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Date First Reported: March 2015

Primary Name Associated: Lisa Chun

Description of Potential Fraud:

fraud-warning

An Ontario firm notified us that they received an email from the purported Lisa Chun looking to retain them with regards to a collecting overdue payments resulting from a separation agreement.

This is a classic bad cheque scam that presents as legal matter requiring the assistance of a lawyer. In this scam lawyers will be duped into wiring real funds from their trust accounts after depositing a fake cheque received as payment from the debtor (who is part of the fraud). See our Confirmed Fraud Page for more of an explanation of how these frauds work and to see other names associated with it. Our Fraud Fact Sheet lists the red flags of a bogus legal matter that is really a fraud.

Here is the initial email sent by the fraudster to the lawyer:

From: lisa chun [email protected]
Date: Sat, Feb 28, 2015 at 9:24 AM
Subject: family lawyer needed
To:

Lisa Chun
9 Wellington Street,
Central Hong Kong

Dear Counsel,

My name is Lisa Chun and I am a contacting your firm in regards to a divorce settlement with my ex husband (Paul Chengjie) who resides in your jurisdiction. I am currently on assignment in 

Hong Kong.

We had an out of court agreement (Collaborative Law Agreement) for him to pay $648,450.00 plus legal fees in 2008, but to date he has only paid me $44,000.

I am hereby seeking your firm’s to assistance in collecting the balance which was agreed upon when we got into the out of court deal by either mediation or if need be by litigation.

I can be contacted via email and on Home Phone number 00 852 812 45130.

Yours Faithfully,

Lisa Chun

How to handle a real or suspected fraud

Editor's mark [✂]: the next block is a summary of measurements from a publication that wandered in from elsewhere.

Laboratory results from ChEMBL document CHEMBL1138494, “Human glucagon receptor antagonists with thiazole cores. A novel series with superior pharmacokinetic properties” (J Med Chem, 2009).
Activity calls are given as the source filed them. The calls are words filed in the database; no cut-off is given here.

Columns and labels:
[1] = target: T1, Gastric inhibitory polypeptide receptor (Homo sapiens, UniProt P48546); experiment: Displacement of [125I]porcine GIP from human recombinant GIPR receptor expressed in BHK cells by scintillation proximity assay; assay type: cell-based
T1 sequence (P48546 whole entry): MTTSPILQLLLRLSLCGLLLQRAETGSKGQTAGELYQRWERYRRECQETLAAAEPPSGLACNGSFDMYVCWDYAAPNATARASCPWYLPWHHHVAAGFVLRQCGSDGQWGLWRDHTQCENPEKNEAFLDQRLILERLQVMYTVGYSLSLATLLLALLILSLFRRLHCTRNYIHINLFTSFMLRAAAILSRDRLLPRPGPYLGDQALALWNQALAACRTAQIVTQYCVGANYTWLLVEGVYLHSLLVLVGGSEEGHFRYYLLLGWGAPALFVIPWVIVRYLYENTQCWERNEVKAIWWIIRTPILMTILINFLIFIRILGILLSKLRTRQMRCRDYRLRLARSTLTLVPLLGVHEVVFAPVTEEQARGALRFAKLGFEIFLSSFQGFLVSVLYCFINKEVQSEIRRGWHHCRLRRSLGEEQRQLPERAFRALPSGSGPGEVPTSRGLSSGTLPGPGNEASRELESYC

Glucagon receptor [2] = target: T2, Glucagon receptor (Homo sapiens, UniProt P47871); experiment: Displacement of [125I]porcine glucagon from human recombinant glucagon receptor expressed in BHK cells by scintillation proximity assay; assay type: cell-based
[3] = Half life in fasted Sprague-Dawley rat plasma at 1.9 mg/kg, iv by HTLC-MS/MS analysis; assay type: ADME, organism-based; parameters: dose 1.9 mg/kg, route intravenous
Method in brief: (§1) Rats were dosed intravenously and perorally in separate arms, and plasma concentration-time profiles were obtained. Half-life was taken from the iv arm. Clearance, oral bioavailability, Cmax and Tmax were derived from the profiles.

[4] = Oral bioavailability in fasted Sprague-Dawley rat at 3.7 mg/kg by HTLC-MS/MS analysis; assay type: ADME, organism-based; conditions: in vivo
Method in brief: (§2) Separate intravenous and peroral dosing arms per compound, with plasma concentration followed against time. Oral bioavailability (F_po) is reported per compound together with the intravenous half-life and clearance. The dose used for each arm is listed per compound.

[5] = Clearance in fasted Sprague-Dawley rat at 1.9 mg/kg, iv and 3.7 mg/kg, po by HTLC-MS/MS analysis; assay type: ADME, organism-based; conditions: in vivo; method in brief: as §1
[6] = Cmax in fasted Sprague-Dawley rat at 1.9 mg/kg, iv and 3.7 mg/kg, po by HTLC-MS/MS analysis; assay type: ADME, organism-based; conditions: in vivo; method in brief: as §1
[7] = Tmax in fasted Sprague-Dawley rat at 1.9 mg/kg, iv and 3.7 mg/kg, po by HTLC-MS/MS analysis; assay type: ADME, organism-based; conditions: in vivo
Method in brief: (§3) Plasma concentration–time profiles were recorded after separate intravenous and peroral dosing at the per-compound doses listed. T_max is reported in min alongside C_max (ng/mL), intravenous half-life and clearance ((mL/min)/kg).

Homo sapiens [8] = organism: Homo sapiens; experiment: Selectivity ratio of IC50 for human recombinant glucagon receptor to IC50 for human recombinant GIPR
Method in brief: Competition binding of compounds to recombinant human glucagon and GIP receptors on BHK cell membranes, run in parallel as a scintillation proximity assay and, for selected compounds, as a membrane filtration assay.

If you have been targeted by any of these frauds, please forward any of the emails and supporting documents that you have received to [email protected]

If you are an Ontario lawyer who suspects you are acting on a matter that might be a fraud, call LAWPRO at 1-800-410-1013 (416-598-5899). We will talk you through the common fraud scenarios we are seeing and help you spot red flags that may indicate you are being duped. This will help you ask appropriate questions of your client to determine if the matter is legitimate or not. If the matter you are acting on turns out to be a fraud and there is a potential claim, we will work with you to prevent the fraud and minimize potential claims costs.

What can you do to help put a stop to the fraud attempt? You can simply stop replying to the fraudster’s emails or inform them that you suspect fraud and will not act on the matter (or will take no further actions on the matter). You can report the fraudsters email addresses to the email hosting company. If you have a fraudulent cheque you can destroy it or send it to the fraud department of the financial institution, which may wish to see it. In Canada, you can report the fraud to the Canadian Anti-Fraud Centre.

We are often asked if it is worthwhile to report the fraud attempt to the police in the hopes of helping catch the fraudsters. You can certainly report the fraud to your local or federal law enforcement agencies, but unfortunately it is often difficult, expensive and time consuming for them to attempt to shut down these online fraud perpetrators (though there are some successes).

If you have been successfully duped, please immediately notify LAWPRO as there may be a claim against you. Instructions on how to report a claim are here.

For more immediate updates on fraud and claims prevention, subscribe to the email or RSS feed updates from LAWPRO’s AvoidAClaim blog.

Fraud Fact Sheet More fraud prevention information and resources are available on the practicePRO Fraud page, including the Fraud Fact Sheet, a handy reference for lawyers and law firm staff that describes the common frauds and the red flags that can help identify them.